Posted on 10 October 2013 by Daniel
Juno flyby seen from South Africa
Last night, Greg Roberts, of Pinelands, Cape Town, South Africa, was a very busy chap!
Greg obtained a series of excellent images of NASA’s Juno spacecraft just before it made closest approach (CA) during Earth flyby; CA came at 19:21 UTC.
The Jupiter probe whizzed past Earth at just 561km – lower than many Earth observation satellites and low enough to experience a tiny drag due to atmospheric friction.
Greg’s images were acquired in the few minutes before CA. After sending them off to NASA, he kindly agreed to share his photos with the Rocket Science blog, and we’re delighted to present them here.
I got 23 images in all – starting at 19h12m04s UT to 19H12m28s UT from between a gap in the house roof; range was about 6750kms.
I saw Juno until shortly before shadow entry – point of closest approach to Earth happened about 2 minutes later so it was still ‘coming in’ and invisible
from Southern Africa.
Then got 17 images or so from 19h16m19s to 19h17m54s UT – then equipment misbehaved – I was tracking on predictions so satellite appeared stellar! After the equipment tracking failure, I managed to get a picture as it went into shadow – time of picture start 19h18m19.553sUT.
Equipment failure? Due to the very rapid movement of the satellite as it approached culmination and the rapid change in azimuth, the computer program failed because of insufficient time resolution and the tracking became non-linear.
Equipment: 135mm focal length f/2.8 with FLI8300M CCD camera, exposure 5 seconds in all cases
I also got a video for several minutes – not that great – but could see the satellite and that it was variable. Pity I had equipment failure from 19h17.54s but was lucky to get to the correct position as shadow entry took place. Cheers!
– Greg Roberts
Thank you, Greg, for sharing!
Click on ‘Continue Reading’ for full technical details on Greg’s images.
Images acquired by Greg Roberts, of Pinelands, Cape Town, South Africa.
Greg obtained a series of excellent images of NASA’s Juno spacecraft as it made closest approach (CA) during Earth flyby; CA came at 19:21 UTC.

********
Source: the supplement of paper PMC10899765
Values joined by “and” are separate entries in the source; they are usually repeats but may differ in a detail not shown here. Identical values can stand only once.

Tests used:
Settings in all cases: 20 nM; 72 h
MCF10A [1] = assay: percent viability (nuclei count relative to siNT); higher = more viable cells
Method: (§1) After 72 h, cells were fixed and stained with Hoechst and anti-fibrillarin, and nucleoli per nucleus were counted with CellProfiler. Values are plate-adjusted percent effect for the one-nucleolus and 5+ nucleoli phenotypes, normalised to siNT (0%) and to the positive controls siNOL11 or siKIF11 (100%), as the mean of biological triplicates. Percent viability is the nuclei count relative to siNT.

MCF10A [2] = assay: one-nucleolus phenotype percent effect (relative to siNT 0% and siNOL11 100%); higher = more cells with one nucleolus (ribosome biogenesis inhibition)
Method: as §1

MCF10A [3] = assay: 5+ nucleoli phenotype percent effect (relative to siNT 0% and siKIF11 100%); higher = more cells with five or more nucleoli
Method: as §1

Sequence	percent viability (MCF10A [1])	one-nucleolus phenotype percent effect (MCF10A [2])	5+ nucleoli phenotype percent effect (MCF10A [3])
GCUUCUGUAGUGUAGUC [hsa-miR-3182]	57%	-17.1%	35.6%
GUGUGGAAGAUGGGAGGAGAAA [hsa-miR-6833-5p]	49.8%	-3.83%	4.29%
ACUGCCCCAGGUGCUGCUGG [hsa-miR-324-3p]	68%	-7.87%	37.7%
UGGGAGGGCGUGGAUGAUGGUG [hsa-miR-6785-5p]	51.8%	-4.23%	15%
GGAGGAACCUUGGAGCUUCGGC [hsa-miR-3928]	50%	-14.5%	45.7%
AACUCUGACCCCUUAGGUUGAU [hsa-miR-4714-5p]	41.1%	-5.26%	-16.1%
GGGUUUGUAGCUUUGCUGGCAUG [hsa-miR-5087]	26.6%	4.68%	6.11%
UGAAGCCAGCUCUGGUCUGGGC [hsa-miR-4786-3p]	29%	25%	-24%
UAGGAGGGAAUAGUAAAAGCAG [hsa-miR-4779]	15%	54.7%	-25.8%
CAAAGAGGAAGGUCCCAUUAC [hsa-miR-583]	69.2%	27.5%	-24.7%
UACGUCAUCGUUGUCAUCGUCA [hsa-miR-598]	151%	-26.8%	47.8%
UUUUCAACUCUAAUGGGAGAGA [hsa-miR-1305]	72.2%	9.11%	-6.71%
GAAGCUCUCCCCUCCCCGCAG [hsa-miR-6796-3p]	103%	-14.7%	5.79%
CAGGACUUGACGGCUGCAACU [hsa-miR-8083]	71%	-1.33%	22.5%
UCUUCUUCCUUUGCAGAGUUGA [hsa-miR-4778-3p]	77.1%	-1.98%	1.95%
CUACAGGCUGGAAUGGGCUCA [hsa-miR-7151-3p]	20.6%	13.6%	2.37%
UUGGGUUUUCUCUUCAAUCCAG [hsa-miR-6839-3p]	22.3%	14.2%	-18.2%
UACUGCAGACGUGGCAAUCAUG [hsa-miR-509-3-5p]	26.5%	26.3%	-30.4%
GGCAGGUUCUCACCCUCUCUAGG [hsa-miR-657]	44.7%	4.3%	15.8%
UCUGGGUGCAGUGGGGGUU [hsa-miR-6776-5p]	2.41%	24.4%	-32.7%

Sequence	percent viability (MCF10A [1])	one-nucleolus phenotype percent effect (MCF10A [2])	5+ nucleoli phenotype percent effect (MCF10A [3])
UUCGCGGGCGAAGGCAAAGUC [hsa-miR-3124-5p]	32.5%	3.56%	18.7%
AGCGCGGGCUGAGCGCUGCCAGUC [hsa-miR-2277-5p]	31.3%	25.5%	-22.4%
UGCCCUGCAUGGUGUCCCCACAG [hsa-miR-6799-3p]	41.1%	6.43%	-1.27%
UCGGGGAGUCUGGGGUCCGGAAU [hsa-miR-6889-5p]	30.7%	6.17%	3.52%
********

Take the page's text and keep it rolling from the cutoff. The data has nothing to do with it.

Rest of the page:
Juno flyby was tracked by ESA ground stations in Argentina and Australia. Read more via: <a href=”http://www.esa.int/cosmicmystery” rel=”nofollow”>www.esa.int/cosmicmystery</a>
JUNO FLYBY 09 OCT 2013
As observed by Greg Roberts, Pinelands, Cape Town, South Africa
Longitude 18.5125 east
Latitude 33.9406 south
altitude 10 metres
All images 5.00-second auto sequence with 1.0 sec between exposures
Time of each frame is read by the camera shutter from GPS receiver.
Camera FLI 8300M CCD camera running at -25 deg C.
Optics: 135mm focal length f/2.8 old TAMRON lens
Homemade computer tracking setup that has now been in used for approximately 14 years using computer controlled stepper motors and program originally written by Willie Koorts (SAAO)and major changes made by Mike McCants (Texas USA) about 2 years ago.
Observed between small gap in eves/guttering of roof
A25 19H 12M 04.092S UT
A26 19H 12M 10.147S
A27 19H 12M 16.170S
A28 19H 12M 22.368S
A29 19H 12M 28.407S
Observed once clear of roof of house:
From J06 up to and including J27 times are END of exposure
J06 19H 16M 11.665S
J07 19H 16M 17.690S
J08 19H 16M 23.734S
J09 19H 16M 29.778S
J10 19H 16M 35.819S
J11 19H 16M 41.862S
J12 19H 16M 47.890S
J13 19H 16M 53.931S
J14 19H 16M 59.971S
J15 19H 17M 06.013S
J16 19H 17M 12.049S
J17 19H 17M 18.092S
J18 19H 17M 24.136S
J19 19H 17M 30.179S
J20 19H 17M 36.222S
J21 19H 17M 42.252S
J22 19H 17M 48.300S
J23 19H 17M 54.345S
J24 19H 18M 00.387S TRACKING STARTING TO FAIL
J25 19H 18M 06.345S
J26 19H 18M 12.483S
J27 19H 18M 18.509S TRACK ABORTED – CAUSING COMPUTER PROGRAM TO CRASH
CAMERA NOW STOPPED AT POSITION WHERE PROGRAM CRASHED:
J28 19H 18M 19.553S START EXPOSURE
J29 19H 18M 25.597S END EXPOSURE
FRAMES J24,J25,J26,J27 now included. J24 and J25 show trail of a satellite moving downwards.
NOTE: New exposure added J29. I though J28 was last image obtained but J29 shows more trail at edge. This demonstrates that it was NOT shadow entry and the satellite was quite variable.
I have enlarged J28 and J29 to better show the track of JUNO.
Unfortunately no data other than above. The automatic tracking failed as a result of inadequate prediction points as the angular velocity increased. The tracking alogorithm uses 5 points to compute a LINEAR track in between prediction points. As a result of the rapidly decreasing range the linearity failed and the program could not track on the satellite. When the track was aborted when I saw the drift-off becoming objectionable the program crashed. By the time I had the program up and running again the satellite was already in shadow.